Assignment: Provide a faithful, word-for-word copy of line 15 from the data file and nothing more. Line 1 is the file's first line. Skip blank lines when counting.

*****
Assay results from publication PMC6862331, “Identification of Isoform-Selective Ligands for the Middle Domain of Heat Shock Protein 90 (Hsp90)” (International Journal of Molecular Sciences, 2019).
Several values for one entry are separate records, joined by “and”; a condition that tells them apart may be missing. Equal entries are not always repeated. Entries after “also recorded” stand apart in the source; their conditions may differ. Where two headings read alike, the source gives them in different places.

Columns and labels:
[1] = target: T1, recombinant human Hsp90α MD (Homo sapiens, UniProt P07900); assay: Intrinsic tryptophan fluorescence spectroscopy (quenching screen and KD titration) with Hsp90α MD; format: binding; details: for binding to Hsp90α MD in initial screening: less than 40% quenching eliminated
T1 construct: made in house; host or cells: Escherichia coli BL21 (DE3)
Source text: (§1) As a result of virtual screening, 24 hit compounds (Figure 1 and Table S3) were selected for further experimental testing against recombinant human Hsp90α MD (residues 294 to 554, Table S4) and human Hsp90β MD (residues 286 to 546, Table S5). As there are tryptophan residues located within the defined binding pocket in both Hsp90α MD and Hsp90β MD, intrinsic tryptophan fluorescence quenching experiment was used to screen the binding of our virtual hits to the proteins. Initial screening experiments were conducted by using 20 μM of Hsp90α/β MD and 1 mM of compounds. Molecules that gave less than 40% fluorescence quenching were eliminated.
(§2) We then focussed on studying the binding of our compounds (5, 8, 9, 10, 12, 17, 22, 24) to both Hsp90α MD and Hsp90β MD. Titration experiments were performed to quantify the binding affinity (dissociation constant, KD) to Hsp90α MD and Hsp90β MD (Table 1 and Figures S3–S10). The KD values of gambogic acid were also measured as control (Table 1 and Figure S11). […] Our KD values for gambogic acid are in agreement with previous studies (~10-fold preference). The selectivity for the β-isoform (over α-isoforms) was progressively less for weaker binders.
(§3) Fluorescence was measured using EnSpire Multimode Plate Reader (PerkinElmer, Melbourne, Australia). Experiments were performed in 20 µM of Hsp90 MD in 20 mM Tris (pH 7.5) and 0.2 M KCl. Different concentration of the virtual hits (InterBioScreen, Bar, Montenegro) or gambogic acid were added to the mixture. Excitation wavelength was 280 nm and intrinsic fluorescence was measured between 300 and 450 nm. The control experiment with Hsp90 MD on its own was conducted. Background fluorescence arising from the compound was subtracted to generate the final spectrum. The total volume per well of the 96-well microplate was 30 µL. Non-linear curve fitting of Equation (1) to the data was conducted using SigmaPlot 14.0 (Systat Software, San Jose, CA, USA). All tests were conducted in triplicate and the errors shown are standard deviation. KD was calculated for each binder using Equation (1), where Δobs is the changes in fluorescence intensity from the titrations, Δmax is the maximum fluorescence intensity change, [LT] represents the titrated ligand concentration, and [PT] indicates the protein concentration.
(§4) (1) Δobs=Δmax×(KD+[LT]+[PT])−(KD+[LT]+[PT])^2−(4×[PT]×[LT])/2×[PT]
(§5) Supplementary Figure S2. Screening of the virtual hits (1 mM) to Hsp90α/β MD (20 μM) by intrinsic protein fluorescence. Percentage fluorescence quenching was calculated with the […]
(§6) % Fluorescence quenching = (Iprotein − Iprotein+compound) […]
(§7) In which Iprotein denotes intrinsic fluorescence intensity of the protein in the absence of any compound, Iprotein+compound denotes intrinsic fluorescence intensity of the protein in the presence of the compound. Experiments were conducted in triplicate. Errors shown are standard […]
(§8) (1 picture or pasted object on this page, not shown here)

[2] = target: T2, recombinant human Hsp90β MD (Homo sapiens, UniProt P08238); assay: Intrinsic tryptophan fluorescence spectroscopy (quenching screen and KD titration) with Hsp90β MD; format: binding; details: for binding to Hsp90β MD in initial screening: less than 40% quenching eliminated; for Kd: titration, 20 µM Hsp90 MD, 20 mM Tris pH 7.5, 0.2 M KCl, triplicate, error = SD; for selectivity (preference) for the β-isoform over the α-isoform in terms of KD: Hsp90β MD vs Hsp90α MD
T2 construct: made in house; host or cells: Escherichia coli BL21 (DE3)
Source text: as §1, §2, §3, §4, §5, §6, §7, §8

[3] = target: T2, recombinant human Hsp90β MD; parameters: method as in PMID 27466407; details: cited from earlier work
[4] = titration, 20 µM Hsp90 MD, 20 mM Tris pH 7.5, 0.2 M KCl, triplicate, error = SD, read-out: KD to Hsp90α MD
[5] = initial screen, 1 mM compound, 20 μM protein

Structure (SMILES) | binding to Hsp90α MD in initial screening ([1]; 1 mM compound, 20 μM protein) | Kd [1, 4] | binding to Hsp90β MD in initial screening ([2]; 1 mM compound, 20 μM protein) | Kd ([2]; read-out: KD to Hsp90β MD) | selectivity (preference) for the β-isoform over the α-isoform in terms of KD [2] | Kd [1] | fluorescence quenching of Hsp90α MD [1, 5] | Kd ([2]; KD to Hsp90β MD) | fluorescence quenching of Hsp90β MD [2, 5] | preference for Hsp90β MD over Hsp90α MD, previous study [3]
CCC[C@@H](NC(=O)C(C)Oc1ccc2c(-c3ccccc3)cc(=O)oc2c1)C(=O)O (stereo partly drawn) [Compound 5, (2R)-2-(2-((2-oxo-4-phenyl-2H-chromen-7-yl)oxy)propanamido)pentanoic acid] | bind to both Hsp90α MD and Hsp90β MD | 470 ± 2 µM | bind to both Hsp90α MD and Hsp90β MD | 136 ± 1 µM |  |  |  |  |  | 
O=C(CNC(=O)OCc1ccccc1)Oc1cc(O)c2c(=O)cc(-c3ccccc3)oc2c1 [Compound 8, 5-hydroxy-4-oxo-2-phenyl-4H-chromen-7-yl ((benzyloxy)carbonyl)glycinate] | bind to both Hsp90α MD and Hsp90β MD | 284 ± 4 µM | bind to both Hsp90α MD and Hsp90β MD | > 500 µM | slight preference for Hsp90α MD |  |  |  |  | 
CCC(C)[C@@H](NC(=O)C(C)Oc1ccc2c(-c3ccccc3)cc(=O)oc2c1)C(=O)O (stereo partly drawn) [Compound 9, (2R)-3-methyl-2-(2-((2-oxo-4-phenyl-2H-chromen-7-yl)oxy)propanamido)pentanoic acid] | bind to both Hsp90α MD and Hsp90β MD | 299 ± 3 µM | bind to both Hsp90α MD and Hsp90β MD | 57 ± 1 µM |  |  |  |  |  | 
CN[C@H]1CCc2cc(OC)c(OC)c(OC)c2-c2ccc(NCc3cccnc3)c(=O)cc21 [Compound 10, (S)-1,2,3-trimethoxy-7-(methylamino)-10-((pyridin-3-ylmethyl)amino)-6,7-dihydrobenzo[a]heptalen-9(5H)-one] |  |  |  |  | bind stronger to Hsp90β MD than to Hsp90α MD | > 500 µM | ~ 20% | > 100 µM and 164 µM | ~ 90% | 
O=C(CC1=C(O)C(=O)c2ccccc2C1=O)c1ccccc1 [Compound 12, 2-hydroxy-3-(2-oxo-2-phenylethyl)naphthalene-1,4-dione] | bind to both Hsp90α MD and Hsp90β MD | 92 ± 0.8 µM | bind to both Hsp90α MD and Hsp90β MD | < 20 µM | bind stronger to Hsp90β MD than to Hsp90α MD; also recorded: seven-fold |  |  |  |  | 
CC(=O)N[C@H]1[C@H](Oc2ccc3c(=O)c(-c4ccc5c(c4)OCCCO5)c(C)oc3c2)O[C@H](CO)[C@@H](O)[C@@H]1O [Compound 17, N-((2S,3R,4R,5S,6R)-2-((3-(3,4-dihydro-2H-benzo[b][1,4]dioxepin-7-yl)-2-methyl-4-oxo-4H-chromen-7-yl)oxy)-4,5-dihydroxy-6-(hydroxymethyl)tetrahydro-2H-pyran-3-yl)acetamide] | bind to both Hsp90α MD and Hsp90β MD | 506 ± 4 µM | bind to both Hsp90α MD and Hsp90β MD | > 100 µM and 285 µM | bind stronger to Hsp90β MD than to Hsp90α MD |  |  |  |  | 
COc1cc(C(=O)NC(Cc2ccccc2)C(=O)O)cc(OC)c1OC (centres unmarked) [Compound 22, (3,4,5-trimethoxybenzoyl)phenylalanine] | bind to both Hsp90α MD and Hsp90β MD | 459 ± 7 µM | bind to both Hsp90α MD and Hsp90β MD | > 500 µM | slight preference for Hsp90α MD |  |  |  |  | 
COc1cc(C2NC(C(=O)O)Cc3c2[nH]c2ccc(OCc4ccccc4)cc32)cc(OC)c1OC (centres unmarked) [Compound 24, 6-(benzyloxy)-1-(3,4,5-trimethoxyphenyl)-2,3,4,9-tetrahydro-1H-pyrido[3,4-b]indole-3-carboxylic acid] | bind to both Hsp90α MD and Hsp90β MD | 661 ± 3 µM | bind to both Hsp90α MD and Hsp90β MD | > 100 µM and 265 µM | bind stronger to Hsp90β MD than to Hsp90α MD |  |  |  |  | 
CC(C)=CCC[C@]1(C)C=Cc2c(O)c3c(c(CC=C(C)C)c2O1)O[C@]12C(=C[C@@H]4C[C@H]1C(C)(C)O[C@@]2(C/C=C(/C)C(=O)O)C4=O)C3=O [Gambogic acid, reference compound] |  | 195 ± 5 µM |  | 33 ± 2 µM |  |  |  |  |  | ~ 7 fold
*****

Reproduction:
T2 construct: made in house; host or cells: Escherichia coli BL21 (DE3)